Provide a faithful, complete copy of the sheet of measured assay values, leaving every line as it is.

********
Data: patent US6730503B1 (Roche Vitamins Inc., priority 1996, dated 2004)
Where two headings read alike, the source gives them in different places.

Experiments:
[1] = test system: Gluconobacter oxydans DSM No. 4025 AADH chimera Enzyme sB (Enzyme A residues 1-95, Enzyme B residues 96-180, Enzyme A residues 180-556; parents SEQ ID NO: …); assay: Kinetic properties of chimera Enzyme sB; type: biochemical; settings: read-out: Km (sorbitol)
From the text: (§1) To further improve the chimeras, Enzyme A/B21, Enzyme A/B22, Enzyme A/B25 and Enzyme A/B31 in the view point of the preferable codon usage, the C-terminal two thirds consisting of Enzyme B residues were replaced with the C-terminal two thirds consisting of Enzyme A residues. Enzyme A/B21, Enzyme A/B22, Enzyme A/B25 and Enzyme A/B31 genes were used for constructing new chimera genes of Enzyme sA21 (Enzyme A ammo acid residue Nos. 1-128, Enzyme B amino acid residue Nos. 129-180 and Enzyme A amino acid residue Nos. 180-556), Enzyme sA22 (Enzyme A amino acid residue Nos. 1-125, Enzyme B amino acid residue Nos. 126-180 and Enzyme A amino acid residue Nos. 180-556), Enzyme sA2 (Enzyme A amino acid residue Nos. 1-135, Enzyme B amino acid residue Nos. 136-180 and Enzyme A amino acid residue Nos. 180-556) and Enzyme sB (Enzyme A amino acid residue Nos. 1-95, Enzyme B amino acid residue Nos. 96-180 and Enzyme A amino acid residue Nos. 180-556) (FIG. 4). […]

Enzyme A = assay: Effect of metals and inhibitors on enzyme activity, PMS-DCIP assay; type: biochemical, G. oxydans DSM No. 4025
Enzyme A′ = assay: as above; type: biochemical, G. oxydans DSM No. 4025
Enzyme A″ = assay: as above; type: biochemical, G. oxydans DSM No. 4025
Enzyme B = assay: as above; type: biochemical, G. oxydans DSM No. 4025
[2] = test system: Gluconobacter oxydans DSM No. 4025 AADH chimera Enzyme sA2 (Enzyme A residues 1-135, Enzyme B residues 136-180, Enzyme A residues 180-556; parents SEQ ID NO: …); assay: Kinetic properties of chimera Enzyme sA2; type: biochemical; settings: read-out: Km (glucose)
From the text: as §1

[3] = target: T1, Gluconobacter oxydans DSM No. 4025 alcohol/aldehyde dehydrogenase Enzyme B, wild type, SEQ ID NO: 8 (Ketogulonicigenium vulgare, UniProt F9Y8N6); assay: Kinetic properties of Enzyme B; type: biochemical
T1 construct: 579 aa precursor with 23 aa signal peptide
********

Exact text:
Data: patent US6730503B1 (Roche Vitamins Inc., priority 1996, dated 2004)
Where two headings read alike, the source gives them in different places.

Experiments:
[1] = test system: Gluconobacter oxydans DSM No. 4025 AADH chimera Enzyme sB (Enzyme A residues 1-95, Enzyme B residues 96-180, Enzyme A residues 180-556; parents SEQ ID NO: …); assay: Kinetic properties of chimera Enzyme sB; type: biochemical; settings: read-out: Km (sorbitol)
From the text: (§1) To further improve the chimeras, Enzyme A/B21, Enzyme A/B22, Enzyme A/B25 and Enzyme A/B31 in the view point of the preferable codon usage, the C-terminal two thirds consisting of Enzyme B residues were replaced with the C-terminal two thirds consisting of Enzyme A residues. Enzyme A/B21, Enzyme A/B22, Enzyme A/B25 and Enzyme A/B31 genes were used for constructing new chimera genes of Enzyme sA21 (Enzyme A ammo acid residue Nos. 1-128, Enzyme B amino acid residue Nos. 129-180 and Enzyme A amino acid residue Nos. 180-556), Enzyme sA22 (Enzyme A amino acid residue Nos. 1-125, Enzyme B amino acid residue Nos. 126-180 and Enzyme A amino acid residue Nos. 180-556), Enzyme sA2 (Enzyme A amino acid residue Nos. 1-135, Enzyme B amino acid residue Nos. 136-180 and Enzyme A amino acid residue Nos. 180-556) and Enzyme sB (Enzyme A amino acid residue Nos. 1-95, Enzyme B amino acid residue Nos. 96-180 and Enzyme A amino acid residue Nos. 180-556) (FIG. 4). […]

Enzyme A = assay: Effect of metals and inhibitors on enzyme activity, PMS-DCIP assay; type: biochemical, G. oxydans DSM No. 4025
Enzyme A′ = assay: as above; type: biochemical, G. oxydans DSM No. 4025
Enzyme A″ = assay: as above; type: biochemical, G. oxydans DSM No. 4025
Enzyme B = assay: as above; type: biochemical, G. oxydans DSM No. 4025
[2] = test system: Gluconobacter oxydans DSM No. 4025 AADH chimera Enzyme sA2 (Enzyme A residues 1-135, Enzyme B residues 136-180, Enzyme A residues 180-556; parents SEQ ID NO: …); assay: Kinetic properties of chimera Enzyme sA2; type: biochemical; settings: read-out: Km (glucose)
From the text: as §1

[3] = target: T1, Gluconobacter oxydans DSM No. 4025 alcohol/aldehyde dehydrogenase Enzyme B, wild type, SEQ ID NO: 8 (Ketogulonicigenium vulgare, UniProt F9Y8N6); assay: Kinetic properties of Enzyme B; type: biochemical
T1 construct: 579 aa precursor with 23 aa signal peptide